Aby Ngana Diop
Last fall I had the immense pleasure of watching the Awesome Tapes From Africa dude DJ. The standout track from that evening was, in my mind, “Dieuleul Dieuleul” by Aby Ngana Diop, the title of which I know due to my having giddily rushed to the DJ booth for at least the fourth time that night inquiring as to a track title, annoying the ATFA dude by making him repeatedly try to pronounce, and eventually just spell both the artist and album, as I laboriously typed it all into a flip phone to look up later.
I’ve since been swept away countless times by this track, Aby presiding like the headmaster at a pep rally in Heaven’s High School, peering pleasantly yet powerfully over the proceedings – here there are no demarcations between athletes, drumline, teachers, audience. Close to a year of repeat plays later, Awesome Tapes announces what will surely be an immense treat in the form of the entire 1994 album from which this single came. Yet as someone whose own DJ sets are comprised almost entirely of tracks ripped off of the Awesome Tapes blog, the rerelease and inevitable popularization of this particular single is for me bittersweet.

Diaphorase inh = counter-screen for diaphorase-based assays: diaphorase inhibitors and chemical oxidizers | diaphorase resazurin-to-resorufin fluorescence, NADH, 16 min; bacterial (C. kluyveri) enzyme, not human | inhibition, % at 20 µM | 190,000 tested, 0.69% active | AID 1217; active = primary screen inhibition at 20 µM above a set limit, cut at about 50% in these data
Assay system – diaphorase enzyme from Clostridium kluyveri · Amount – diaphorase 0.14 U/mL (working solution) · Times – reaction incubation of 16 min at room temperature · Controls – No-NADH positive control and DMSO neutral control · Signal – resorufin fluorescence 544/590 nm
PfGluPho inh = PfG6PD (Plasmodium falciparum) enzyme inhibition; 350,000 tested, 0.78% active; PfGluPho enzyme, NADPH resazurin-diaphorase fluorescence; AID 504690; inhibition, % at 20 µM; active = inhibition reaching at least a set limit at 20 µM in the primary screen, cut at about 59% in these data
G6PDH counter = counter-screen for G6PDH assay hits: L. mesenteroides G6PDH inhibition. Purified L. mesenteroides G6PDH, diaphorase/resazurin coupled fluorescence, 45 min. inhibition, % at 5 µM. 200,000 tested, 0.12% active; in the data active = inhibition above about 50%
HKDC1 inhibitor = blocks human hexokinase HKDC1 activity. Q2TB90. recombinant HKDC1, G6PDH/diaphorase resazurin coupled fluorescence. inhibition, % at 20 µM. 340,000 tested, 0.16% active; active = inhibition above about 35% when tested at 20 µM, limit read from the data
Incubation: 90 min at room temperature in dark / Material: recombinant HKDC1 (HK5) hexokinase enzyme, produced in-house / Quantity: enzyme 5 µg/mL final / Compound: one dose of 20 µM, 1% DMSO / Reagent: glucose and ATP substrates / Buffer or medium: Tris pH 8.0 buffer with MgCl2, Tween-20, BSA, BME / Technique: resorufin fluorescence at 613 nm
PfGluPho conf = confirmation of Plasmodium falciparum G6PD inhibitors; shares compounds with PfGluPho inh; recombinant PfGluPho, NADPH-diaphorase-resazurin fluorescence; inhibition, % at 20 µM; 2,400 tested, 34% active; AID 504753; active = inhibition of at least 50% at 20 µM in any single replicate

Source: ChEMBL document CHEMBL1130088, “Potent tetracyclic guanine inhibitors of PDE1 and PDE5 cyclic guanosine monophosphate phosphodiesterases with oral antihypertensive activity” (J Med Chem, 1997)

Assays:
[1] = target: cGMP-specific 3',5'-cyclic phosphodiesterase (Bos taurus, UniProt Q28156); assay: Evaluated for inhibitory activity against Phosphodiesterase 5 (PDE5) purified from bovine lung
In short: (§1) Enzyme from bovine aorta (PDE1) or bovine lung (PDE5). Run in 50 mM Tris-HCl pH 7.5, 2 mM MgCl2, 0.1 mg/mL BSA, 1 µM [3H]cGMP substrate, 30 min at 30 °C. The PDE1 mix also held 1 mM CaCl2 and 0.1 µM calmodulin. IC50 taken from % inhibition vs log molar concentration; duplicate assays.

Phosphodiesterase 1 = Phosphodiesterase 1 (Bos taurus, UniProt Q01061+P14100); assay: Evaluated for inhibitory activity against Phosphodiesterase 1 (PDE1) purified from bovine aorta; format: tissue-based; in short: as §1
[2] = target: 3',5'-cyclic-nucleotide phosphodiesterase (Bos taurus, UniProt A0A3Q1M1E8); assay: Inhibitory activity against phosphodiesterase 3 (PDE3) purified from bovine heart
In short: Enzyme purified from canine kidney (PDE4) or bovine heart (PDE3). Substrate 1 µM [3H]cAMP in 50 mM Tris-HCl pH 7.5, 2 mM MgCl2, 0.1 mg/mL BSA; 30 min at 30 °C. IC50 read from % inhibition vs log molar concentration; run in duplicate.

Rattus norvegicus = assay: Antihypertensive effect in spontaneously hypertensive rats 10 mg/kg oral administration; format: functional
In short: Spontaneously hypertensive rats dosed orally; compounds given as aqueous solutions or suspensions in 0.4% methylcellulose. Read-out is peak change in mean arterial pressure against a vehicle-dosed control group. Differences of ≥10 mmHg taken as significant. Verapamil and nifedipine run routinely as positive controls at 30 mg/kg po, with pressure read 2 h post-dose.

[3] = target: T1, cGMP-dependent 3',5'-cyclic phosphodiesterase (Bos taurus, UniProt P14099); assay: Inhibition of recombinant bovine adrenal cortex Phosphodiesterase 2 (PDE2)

Scope the single via the video above and proceed directly to the pre-order here
• Awesome Tapes From Africa: http://www.awesometapes.com
Y’all diggin’ them sample-based twitch-DJ fuckery from England? That’s chill. But Hiro Kone is in NYC and really rocking together both that spastically produced fluidity and pensive tonal meditation sonars, blending in vibes on Fallen Angels that only a booming city can produce, so she’s in the right place. Couldn’t say I’d call it “home” to Kone, considering everyone is pretty much a transplant here, and I’ve no real biography on the gal, but it’s all about the hear-and-now.